I was having a passing conversation the other day with our new library dean and another librarian at my university that all of the sudden involved me pontificating (a rare occurrence, to be sure) on the nature of education. I’m leading a project at my university where we’re creating a formal information literacy curriculum with written outcomes, modules, and assessments, and several librarians are involved in the process.
At any rate, as I said, we were talking kind of in passing after the meeting about whether there are things, objectively speaking, that “students should know.” I think this is a common view in libraries and in education. Let’s call it:
The Objective Importance View: There’s just some things an educated person should know.
This is, I think, probably uncontroversial on the face of it. After all, what the hell are we doing here, if not educating students about stuff they should know?
But here’s the thing. I actually think The Objective Importance View is false. More colloquially, I probably think it’s controlling bullshit.
What people actually seem to mean by The Objective Importance View is really this:
The Objective Importance View (Actually): There’s just some things an educated person should know, whether they want to know it or not.
And it’s precisely the whether they want to know it or not that I think is not only wrong, but actually contrary to the entire purpose of what education is.
But before getting into that, let’s consider some examples:
Suppose you think that it’s just important that students learn how to use print reference sources. Shit, educated folks have been using those sources since God knows when, how can these millennials come along and not know about these things? What a shame!
Fill in anything here, and include the “students should know this” and I will disagree with you:
Students should read more.
Students should know how to read call numbers.
Students should know the difference between scholarly and non-scholarly articles.
Now, the weird thing is, these are all things that I think it’s important for students to learn. I just don’t think they’re things that students should know.
What’s the difference?
The difference, more abstractly, is that one of these views is learner-centered and one is not, and one of them takes into account how human motivation actually works and one does not.
More concretely, here’s what I mean.
If you think that there’s just some stuff that students should know, you’re probably going to approach educating students in the library in a certain kind of way. Your focus will be on the stuff they should know: this is important, that is important, so let’s just explain this to people and move on.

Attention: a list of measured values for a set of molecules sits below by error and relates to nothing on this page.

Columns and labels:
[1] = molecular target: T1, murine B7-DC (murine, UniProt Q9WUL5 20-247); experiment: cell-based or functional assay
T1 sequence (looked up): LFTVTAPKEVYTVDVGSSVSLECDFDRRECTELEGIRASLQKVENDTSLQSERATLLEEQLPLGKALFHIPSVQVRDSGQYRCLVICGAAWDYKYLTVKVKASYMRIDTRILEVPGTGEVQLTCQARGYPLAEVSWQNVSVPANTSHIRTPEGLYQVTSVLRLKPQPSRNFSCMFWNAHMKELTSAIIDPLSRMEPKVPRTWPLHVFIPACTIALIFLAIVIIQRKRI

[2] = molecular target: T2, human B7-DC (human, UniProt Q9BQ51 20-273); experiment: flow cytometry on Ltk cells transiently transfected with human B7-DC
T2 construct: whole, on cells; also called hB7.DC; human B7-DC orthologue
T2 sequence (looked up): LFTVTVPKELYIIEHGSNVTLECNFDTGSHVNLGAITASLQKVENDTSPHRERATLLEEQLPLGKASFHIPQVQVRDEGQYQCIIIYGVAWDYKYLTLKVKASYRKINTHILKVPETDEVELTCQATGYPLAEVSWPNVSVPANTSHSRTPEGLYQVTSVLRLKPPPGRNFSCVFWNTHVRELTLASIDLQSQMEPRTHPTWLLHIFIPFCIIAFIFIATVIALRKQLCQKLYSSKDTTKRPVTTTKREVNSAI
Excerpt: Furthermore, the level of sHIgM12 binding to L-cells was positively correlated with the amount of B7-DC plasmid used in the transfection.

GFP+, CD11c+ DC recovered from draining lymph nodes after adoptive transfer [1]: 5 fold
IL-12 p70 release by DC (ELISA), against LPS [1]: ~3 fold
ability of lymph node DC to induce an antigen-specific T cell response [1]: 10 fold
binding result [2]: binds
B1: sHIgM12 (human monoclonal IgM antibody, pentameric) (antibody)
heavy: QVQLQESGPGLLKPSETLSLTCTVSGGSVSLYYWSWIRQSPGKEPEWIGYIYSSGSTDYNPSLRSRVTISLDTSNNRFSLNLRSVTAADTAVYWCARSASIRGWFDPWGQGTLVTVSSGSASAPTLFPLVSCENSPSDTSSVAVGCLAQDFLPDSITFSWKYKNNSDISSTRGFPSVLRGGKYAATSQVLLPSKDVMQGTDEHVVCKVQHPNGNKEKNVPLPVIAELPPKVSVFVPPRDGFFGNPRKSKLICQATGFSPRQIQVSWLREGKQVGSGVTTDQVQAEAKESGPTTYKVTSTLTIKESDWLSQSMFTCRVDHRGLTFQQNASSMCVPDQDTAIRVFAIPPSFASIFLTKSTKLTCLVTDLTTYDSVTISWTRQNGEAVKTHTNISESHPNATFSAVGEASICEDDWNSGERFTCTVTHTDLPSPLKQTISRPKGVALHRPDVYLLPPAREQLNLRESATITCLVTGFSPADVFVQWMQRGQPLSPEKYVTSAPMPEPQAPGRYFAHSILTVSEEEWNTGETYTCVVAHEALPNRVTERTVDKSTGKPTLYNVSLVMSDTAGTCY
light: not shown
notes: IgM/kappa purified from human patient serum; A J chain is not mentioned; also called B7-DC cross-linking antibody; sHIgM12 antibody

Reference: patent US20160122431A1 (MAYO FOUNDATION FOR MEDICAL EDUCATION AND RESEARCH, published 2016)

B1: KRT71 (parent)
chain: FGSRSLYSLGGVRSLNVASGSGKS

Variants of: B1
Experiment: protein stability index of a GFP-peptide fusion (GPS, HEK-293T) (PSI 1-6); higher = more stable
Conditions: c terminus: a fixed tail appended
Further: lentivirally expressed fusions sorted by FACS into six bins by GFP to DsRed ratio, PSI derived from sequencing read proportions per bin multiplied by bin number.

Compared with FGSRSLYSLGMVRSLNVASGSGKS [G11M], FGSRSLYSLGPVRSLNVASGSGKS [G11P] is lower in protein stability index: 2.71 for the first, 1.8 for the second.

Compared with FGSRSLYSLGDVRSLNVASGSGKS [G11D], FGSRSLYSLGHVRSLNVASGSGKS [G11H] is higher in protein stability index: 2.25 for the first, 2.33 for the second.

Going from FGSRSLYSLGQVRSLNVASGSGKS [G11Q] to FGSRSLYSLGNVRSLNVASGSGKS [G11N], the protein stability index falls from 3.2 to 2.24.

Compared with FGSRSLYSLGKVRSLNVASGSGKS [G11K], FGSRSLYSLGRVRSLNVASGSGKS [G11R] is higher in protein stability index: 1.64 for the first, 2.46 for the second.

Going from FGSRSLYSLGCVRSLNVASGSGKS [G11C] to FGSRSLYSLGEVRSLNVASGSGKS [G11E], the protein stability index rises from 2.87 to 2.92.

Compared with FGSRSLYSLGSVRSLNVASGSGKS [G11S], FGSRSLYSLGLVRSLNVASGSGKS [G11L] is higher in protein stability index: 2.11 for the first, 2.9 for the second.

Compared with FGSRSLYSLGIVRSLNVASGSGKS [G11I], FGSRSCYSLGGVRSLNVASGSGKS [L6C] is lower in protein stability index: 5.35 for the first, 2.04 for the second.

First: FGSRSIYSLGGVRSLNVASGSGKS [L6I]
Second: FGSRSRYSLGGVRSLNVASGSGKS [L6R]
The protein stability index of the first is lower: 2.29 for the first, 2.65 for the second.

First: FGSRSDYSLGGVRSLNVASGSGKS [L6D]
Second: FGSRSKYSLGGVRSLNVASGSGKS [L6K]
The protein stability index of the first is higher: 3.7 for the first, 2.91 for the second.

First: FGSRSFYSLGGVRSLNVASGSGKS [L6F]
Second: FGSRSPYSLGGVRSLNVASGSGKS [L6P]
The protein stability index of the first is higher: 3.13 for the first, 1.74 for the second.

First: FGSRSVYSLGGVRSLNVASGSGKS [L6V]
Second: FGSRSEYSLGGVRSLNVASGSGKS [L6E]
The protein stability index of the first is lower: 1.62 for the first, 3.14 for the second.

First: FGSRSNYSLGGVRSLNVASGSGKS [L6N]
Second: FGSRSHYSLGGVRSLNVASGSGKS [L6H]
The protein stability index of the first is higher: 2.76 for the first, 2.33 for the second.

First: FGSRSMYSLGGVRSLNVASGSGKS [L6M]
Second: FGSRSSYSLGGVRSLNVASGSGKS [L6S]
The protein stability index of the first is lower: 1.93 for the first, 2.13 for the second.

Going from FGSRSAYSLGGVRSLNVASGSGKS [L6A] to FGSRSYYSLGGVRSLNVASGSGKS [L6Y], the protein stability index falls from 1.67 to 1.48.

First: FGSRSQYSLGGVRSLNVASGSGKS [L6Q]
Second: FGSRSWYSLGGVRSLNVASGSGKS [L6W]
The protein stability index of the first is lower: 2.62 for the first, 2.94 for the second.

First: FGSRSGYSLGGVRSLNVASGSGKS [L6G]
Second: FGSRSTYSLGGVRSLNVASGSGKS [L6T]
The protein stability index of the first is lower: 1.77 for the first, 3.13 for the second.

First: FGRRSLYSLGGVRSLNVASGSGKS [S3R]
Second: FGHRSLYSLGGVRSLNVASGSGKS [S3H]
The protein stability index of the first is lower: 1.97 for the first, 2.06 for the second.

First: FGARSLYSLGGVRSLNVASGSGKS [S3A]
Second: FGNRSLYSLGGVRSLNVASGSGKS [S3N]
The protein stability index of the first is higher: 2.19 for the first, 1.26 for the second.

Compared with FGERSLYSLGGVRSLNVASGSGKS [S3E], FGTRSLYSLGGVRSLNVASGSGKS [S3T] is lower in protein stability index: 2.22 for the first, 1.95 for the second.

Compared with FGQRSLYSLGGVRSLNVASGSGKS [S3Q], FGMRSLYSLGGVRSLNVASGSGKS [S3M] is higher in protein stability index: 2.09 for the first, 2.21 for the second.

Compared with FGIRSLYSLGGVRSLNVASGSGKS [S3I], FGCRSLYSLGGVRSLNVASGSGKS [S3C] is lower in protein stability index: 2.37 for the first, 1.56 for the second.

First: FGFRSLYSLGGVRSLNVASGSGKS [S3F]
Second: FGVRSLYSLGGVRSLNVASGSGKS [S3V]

What this approach misses is the fact that human beings aren’t empty vessels for you to put knowledge into. You can’t start with the stuff people should know: you have to start with the person who wants to know something. In other words, why should this person care about call numbers? What is that helping them accomplish? Ah! Now we’re being learner-centered: students have certain goals, curiosities, class assignments, and the library can help them accomplish their goals! With this slight about face, we throw out The Objective Importance View, and turn our attention toward (a) connecting with students and their interests and (b) showing them how information literacy can (c) meet them where they’re at w/r/t (a). Something like this is a view I’ve called, in my own research, “authentic engagement,” which may seem sort of obvious, until you actually consider the ubiquity of the Objective Importance View in almost all of our practices.
Earlier this morning I was in my office reading John Dewey, and came across the following passage that inspired this post:
The child’s own instincts and powers furnish the material and give the starting point for all education. Save as the efforts of the educator connect with some activity which the child is carrying on of his own initiative independent of the educator, education becomes reduced to a pressure from without. It may, indeed, give certain external results, but cannot truly be called educative. Without insight into the psychological structure and activities of the individual, the educative process will, therefore, be haphazard and arbitrary. If it chances to coincide with the child’s activity it will get a leverage; if it does not, it will result in friction, or disintegration, or arrest of the child nature.
-John Dewey, “My Pedagogical Creed,” in Dewey on Education: Selections, p. 20.
What interested me is that it’s a view that I think most of us would, on the face of it, agree with. However, it’s also clearly in opposition to The Objective Importance View: for Dewey, there’s nothing a student should know. Rather, education must connect with something a student already cares about.
The implication is that, as library educators, our goal must be to understand our students as human individuals: only then will our instruction amount to anything more than what in effect constitutes external coercion contrary to a student’s self.
As I put the point elsewhere:
[…] for student-centered academic librarians, facilitating significant learning through authentic engagement with students will be central to reference and instruction. The counselor librarian aims to authentically engage with one’s students, in the sense that an ideal informational transaction will be one in which the librarian and student meet as human beings. This requires the librarian to not only have knowledge of educational resources but to be a certain type of person, one who has a genuine desire to understand the inner world of another person. In doing so, the librarian assists students in the process of developing research questions that matter to them, using their informational skills to help students find information they care about.
Something to think about!